If all your after is the most realistic piano sound, then you may want to consider a controller and a softsynth. There are a few out there that sound pretty close. In terms of the models you mentioned, I think the Yamaha CP300 has the best piano sound. I would also eliminate the Fantom G. Too many people complain about the issues with it and the for the $ and your needs it wouldn't be a good buy for you. Some other keyboard models to consider include the Kawaii MP 8 II, The Roland FP4 and the Kurzweil PC3. This is only based upon the information you gave in your post.
In all seriousness you will probably get many others giving you their impressions. The most important thing I can tell you is this: Get out and play all these models! No matter what anyone tells you, the bottom line is the best model is the one that will work best for you.
QL is generally amazing sounding- it's in a whole different league than Ivory (at least this version), and Ivory is quite good. Ivory has always sounded a little unnatural in the steady-state portion of the sound relative to the real versions of the pianos, and QL resolves this.
Downsides to QL? You need a whole hard drive just for the library, and it has the ability to bring even a very stout computer to its knees very easily. If you ever thought Ivory was taxing on computer throughput, it's a walk in the park compared to QL. The PLAY GUI is still not quite there in terms of stability, whereas Ivory is very stable.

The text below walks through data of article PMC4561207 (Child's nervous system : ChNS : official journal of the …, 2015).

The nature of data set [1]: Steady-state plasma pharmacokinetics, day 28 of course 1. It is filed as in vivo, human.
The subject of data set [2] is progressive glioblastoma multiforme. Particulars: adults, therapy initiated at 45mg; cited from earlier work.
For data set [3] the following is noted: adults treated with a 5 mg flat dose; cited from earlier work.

The QL Yamaha C7 is very bright, and mostly worthless to my ears compared to the Ivory C7. But the QL Steinway is to die for. Love it.
To the OP,
You might add the Kurzweil PC3X to your "look-at" list. I am assuming by your question that you are interested in a hardware based solution (although it would make a great controller for Ivory also).
I've had my PC3X for a year now, use it mostly in my shop/studio and largely for acoustic piano. Both the keyboard touch and sound are outstanding, for electronics. Plus - I can play it without having to turn on the DAW and load samples. About 15 seconds after the power switch is turned on, it is ready to go. Note that the amplification is as important as the keyboard. So-called keyboard amps just don't get it. Most of the pros that I converse with are using either studio monitors (in small areas with no moving around) or powered PA speakers, I'm using a pair of EON 15G2's.
The only fault I've found is that it is heavy to carry around for gigs. I was using a 2661 for gigging, but have just added a 76key PC3 for carrying around. Same great sound, a bit lighter weight on both the unit and the keys, still can play piano on it, or clonewheel, bass, orchestral, etc.